Active-Learning Activities Across Disciplines

12 April 2024
By Anastasia Pantazopoulou, Visiting Assistant Professor of Classics; Rebecca Terry, Visiting Assistant Professor of Mathematics; and Chris Saladin, Visiting Assistant Professor of Digital Arts & Humanities

Teaching Circle Description: “Each year the LTC supports one or two teaching circles. These teaching circles provide the opportunity for three faculty members to observe each other’s classes, engage in conversation, and learn from each other.”

Anastasia Pantazopoulou (Classics), Rebecca Terry (Math & Stats), and Chris Saladin (Digital Arts & Humanities) came together as a teaching circle this winter to explore how different disciplines use active learning practices in the classroom. More particularly, our teaching circle examined pedagogical tools and different types of activities, such as group discussion, gamified experiences, and hands-on inquiry that can be used in the classroom to effectively engage students. In-class activities can look very different across disciplines, but are united by their goal to strengthen learning through active student engagement. By observing how colleagues in the disciplines of Classics, Math, and Digital Humanities employ active learning techniques, the objective of the circle was to further our understanding of how such activities could be utilized within our respective disciplines to foster an interactive and engaging learning experience. 

Here, we provide a glimpse into our experience, with a particular focus on our conversations and observations about active learning activities across disciplines.

What we did: We observed three colleagues’ classes in the Winter term of 2024. Chris observed Anastasia’s CLAS 132: “Fantasy and Science Fiction” and Rebecca’s MATH 211: “Introduction to Multivariable Calculus”; Anastasia observed Rebecca’s MATH 232: “Linear Algebra,” Rebecca observed Anastasia’s GRK 101: “Elementary Greek”; Anastasia and Rebecca both observed Chris’ DGAH 210: Spatial Humanities.”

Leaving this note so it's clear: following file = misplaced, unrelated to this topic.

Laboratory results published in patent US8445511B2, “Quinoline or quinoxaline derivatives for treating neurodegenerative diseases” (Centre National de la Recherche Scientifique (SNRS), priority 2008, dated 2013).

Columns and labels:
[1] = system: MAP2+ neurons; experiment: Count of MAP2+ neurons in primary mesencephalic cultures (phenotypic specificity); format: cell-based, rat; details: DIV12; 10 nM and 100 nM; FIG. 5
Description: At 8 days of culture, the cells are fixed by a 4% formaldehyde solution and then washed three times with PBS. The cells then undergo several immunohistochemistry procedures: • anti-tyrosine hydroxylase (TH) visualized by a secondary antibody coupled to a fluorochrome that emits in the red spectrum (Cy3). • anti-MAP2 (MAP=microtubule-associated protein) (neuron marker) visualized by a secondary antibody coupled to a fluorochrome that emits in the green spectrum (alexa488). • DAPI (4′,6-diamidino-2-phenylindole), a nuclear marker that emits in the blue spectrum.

Class Visits and Learning-Practices Observations

The “Double Randomization” Discussion: Chris sat in on Anastasia’s “Fantasy and Science Fiction” class, which featured a discussion of the social commentaries within modern and ancient dystopian fiction. To help facilitate this discussion within a large class with 26 students, Anastasia asked students to prepare notecards answering a series of questions about the assigned reading for the day. Students were then asked to hand their notecards to a neighbor, stand up, and walk over to discuss the answers on the card with a classmate on the other side of the room. Chris observed that, while students were relatively quiet in their discussions with neighbors earlier in class, the class seemed to come alive during this exercise. The “double randomization” seemed to encourage fruitful conversation with new partners of other students’ answers, which took the pressure off students needing to rely only on their own interpretations of the readings. Such randomization can prove effective for class discussions across disciplines. Chris has since adapted elements of this exercise for his current Digital Humanities class, asking students to prepare answers before class and randomizing groups during small group discussions.